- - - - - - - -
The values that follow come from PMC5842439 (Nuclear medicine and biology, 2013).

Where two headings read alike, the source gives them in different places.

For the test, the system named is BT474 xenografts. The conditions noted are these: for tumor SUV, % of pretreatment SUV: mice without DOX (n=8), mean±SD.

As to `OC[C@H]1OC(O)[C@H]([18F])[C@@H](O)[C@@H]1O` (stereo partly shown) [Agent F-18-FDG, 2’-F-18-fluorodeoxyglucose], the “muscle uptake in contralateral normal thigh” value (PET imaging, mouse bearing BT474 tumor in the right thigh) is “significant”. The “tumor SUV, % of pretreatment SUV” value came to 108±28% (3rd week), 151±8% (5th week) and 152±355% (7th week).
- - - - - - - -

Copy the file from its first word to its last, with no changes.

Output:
The values that follow come from PMC5842439 (Nuclear medicine and biology, 2013).

Where two headings read alike, the source gives them in different places.

For the test, the system named is BT474 xenografts. The conditions noted are these: for tumor SUV, % of pretreatment SUV: mice without DOX (n=8), mean±SD.

As to `OC[C@H]1OC(O)[C@H]([18F])[C@@H](O)[C@@H]1O` (stereo partly shown) [Agent F-18-FDG, 2’-F-18-fluorodeoxyglucose], the “muscle uptake in contralateral normal thigh” value (PET imaging, mouse bearing BT474 tumor in the right thigh) is “significant”. The “tumor SUV, % of pretreatment SUV” value came to 108±28% (3rd week), 151±8% (5th week) and 152±355% (7th week).